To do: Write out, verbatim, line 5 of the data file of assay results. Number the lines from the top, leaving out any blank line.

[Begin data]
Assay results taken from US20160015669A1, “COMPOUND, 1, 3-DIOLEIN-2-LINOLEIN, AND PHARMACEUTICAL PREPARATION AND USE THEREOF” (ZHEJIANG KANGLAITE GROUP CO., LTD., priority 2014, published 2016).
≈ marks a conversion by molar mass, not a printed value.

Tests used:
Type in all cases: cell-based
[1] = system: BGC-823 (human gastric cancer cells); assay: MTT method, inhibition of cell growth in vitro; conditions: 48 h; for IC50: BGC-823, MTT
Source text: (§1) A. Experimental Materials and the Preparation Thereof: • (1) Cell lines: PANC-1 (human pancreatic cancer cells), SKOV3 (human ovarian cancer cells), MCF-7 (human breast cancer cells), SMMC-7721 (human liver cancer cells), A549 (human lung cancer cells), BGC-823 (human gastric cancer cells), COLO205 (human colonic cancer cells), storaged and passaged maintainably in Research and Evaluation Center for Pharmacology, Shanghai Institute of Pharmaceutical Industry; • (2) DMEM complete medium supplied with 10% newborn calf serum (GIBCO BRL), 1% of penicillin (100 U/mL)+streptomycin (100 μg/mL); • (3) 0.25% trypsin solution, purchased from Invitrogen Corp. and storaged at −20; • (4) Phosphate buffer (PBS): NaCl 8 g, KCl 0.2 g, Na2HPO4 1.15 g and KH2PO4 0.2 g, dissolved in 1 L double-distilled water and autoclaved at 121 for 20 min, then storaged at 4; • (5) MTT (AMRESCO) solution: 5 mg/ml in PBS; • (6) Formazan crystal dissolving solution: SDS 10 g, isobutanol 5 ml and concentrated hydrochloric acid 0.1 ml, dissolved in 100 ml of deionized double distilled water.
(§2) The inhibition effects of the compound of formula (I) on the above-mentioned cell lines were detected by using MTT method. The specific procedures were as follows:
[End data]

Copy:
[1] = system: BGC-823 (human gastric cancer cells); assay: MTT method, inhibition of cell growth in vitro; conditions: 48 h; for IC50: BGC-823, MTT